Figure 3: Biodiversity of the Gulf of Mexico based on all 15,419 species included in the BioGoMx online database (based on Felder and Camp, 2009).
Figure 3: Biodiversity of the Gulf of Mexico based on all 15,419 species included in the BioGoMx online database (based on Felder and Camp, 2009).

The Biodiversity of the Gulf of Mexico database is based on a comprehensive inventory of the marine biota of the Gulf (Felder and Camp, eds., 2009), from a collaboration of 140 experts from 15 countries. BioGoMx has information on 15,419 species from 40 phyla/divisions (Fig. 3), with a page for each species containing updated taxonomy, bathymetric range, habitat, range of distribution in the Gulf, etc. The database is hosted by GulfBase, a portal of GoMx research that includes contributions from over 490 institutions and some 2300 scientists.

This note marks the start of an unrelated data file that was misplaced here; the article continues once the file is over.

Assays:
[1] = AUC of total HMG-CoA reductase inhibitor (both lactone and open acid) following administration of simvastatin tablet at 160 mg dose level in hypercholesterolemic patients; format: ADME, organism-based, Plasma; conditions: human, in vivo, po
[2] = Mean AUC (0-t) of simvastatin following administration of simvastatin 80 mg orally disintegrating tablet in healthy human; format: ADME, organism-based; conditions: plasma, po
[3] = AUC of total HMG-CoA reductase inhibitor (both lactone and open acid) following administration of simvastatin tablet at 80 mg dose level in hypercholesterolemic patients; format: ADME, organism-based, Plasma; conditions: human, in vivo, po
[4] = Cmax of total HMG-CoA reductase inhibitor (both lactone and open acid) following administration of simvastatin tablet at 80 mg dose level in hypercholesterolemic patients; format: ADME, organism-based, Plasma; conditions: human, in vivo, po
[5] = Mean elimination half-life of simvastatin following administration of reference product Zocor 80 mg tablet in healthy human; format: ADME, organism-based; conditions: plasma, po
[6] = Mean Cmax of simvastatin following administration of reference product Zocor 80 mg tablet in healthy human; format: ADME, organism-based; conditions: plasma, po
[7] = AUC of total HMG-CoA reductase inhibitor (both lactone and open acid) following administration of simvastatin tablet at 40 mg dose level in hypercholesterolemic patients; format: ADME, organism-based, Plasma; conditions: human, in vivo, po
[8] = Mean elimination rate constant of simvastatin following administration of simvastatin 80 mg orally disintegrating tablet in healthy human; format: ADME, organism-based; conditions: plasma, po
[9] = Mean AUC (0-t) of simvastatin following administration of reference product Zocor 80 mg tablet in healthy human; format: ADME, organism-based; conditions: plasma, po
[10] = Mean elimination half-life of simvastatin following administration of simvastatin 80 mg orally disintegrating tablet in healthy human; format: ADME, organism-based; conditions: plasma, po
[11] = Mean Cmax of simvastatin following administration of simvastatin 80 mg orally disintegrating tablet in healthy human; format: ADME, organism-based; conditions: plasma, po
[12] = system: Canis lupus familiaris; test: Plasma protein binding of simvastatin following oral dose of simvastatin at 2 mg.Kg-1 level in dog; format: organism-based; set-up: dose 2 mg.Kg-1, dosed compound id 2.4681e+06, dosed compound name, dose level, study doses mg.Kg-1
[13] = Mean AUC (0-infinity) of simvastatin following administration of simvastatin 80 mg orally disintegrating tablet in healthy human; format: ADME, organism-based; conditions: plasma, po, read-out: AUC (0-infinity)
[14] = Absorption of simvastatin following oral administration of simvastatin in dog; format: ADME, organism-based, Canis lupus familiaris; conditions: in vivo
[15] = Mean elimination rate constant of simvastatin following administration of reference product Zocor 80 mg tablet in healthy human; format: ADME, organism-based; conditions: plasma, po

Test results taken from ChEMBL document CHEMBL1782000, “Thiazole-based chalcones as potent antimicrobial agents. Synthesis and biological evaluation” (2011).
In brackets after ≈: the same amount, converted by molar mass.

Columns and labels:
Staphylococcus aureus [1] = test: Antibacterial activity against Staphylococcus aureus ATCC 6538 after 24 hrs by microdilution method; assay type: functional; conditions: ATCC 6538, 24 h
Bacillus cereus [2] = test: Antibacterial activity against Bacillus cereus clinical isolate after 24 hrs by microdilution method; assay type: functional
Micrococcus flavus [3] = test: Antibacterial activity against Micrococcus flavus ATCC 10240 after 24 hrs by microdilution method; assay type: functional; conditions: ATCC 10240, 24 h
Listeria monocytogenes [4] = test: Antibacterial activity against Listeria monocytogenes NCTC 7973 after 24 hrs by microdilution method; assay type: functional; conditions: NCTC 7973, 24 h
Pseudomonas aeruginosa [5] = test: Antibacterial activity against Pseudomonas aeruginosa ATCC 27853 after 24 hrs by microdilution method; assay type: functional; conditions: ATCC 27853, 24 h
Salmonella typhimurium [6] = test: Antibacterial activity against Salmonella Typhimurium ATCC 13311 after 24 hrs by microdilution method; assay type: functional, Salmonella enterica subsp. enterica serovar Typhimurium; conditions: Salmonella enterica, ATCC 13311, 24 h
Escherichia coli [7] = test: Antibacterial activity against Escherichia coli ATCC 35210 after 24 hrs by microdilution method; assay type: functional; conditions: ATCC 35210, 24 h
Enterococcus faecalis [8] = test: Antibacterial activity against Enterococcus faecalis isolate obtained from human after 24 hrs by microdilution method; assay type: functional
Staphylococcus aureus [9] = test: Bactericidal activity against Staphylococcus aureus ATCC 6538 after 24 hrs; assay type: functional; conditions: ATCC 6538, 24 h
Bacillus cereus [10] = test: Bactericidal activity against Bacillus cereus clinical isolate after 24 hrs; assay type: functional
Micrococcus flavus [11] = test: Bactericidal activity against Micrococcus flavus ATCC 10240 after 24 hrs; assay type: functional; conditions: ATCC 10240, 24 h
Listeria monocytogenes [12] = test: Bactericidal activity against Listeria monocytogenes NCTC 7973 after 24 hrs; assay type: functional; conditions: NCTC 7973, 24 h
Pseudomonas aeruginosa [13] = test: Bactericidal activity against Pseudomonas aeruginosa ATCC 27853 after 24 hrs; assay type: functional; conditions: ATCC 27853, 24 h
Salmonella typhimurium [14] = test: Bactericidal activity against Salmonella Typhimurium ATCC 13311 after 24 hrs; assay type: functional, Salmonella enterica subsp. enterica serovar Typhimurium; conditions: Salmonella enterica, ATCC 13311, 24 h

Strategy and Conservation Outcomes

Global Red Lists assessments have already been completed for all species of marine mammals (Schipper et al., 2008), sea turtles, seabirds (Croxall et al., 2012), sharks and rays (Dulvy et al., 2008), mangroves (Polidoro et al., 2010), seagrasses (Short et al., 2011), corals (Carpenter et al., 2008), reef-building oysters, lobsters, cephalopods, and sea cucumbers (Purcell et al., in prep.) present in the GoMx. In addition, about 800 of 1541 species of bony fishes in the GoMx have already been assessed globally. Remaining bony fishes will be assessed in regional-level IUCN Red List workshops.